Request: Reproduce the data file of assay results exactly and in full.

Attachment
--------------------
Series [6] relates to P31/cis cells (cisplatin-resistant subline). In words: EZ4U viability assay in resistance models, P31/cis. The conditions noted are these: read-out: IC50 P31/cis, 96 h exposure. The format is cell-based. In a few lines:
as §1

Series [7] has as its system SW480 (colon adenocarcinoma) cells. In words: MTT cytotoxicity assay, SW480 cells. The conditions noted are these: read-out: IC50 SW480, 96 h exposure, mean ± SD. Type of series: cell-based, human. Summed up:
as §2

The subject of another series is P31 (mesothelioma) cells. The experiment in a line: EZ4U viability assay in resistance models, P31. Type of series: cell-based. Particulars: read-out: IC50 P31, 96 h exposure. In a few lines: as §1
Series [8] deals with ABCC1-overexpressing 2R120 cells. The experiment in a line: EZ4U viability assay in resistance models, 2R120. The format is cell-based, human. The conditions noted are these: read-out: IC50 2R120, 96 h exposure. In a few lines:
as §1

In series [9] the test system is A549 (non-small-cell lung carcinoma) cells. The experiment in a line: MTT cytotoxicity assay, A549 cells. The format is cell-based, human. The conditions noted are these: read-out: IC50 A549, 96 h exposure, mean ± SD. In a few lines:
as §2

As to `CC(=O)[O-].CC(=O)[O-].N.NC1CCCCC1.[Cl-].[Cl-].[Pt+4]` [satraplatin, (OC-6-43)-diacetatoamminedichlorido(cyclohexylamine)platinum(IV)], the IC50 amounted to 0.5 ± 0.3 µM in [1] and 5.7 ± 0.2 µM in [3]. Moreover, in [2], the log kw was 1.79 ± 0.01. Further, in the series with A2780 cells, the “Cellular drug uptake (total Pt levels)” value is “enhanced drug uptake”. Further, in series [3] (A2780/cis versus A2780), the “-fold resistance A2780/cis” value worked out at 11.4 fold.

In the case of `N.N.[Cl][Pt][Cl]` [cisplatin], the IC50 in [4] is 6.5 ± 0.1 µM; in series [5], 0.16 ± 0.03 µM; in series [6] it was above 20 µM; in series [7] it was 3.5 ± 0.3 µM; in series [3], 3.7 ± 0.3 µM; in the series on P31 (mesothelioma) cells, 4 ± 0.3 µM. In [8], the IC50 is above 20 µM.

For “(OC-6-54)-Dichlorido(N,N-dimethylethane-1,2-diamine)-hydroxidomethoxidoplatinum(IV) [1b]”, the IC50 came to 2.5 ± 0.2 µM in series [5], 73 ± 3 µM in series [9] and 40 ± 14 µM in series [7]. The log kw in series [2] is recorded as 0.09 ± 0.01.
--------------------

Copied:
Series [6] relates to P31/cis cells (cisplatin-resistant subline). In words: EZ4U viability assay in resistance models, P31/cis. The conditions noted are these: read-out: IC50 P31/cis, 96 h exposure. The format is cell-based. In a few lines:
as §1

Series [7] has as its system SW480 (colon adenocarcinoma) cells. In words: MTT cytotoxicity assay, SW480 cells. The conditions noted are these: read-out: IC50 SW480, 96 h exposure, mean ± SD. Type of series: cell-based, human. Summed up:
as §2

The subject of another series is P31 (mesothelioma) cells. The experiment in a line: EZ4U viability assay in resistance models, P31. Type of series: cell-based. Particulars: read-out: IC50 P31, 96 h exposure. In a few lines: as §1
Series [8] deals with ABCC1-overexpressing 2R120 cells. The experiment in a line: EZ4U viability assay in resistance models, 2R120. The format is cell-based, human. The conditions noted are these: read-out: IC50 2R120, 96 h exposure. In a few lines:
as §1

In series [9] the test system is A549 (non-small-cell lung carcinoma) cells. The experiment in a line: MTT cytotoxicity assay, A549 cells. The format is cell-based, human. The conditions noted are these: read-out: IC50 A549, 96 h exposure, mean ± SD. In a few lines:
as §2

As to `CC(=O)[O-].CC(=O)[O-].N.NC1CCCCC1.[Cl-].[Cl-].[Pt+4]` [satraplatin, (OC-6-43)-diacetatoamminedichlorido(cyclohexylamine)platinum(IV)], the IC50 amounted to 0.5 ± 0.3 µM in [1] and 5.7 ± 0.2 µM in [3]. Moreover, in [2], the log kw was 1.79 ± 0.01. Further, in the series with A2780 cells, the “Cellular drug uptake (total Pt levels)” value is “enhanced drug uptake”. Further, in series [3] (A2780/cis versus A2780), the “-fold resistance A2780/cis” value worked out at 11.4 fold.

In the case of `N.N.[Cl][Pt][Cl]` [cisplatin], the IC50 in [4] is 6.5 ± 0.1 µM; in series [5], 0.16 ± 0.03 µM; in series [6] it was above 20 µM; in series [7] it was 3.5 ± 0.3 µM; in series [3], 3.7 ± 0.3 µM; in the series on P31 (mesothelioma) cells, 4 ± 0.3 µM. In [8], the IC50 is above 20 µM.

For “(OC-6-54)-Dichlorido(N,N-dimethylethane-1,2-diamine)-hydroxidomethoxidoplatinum(IV) [1b]”, the IC50 came to 2.5 ± 0.2 µM in series [5], 73 ± 3 µM in series [9] and 40 ± 14 µM in series [7]. The log kw in series [2] is recorded as 0.09 ± 0.01.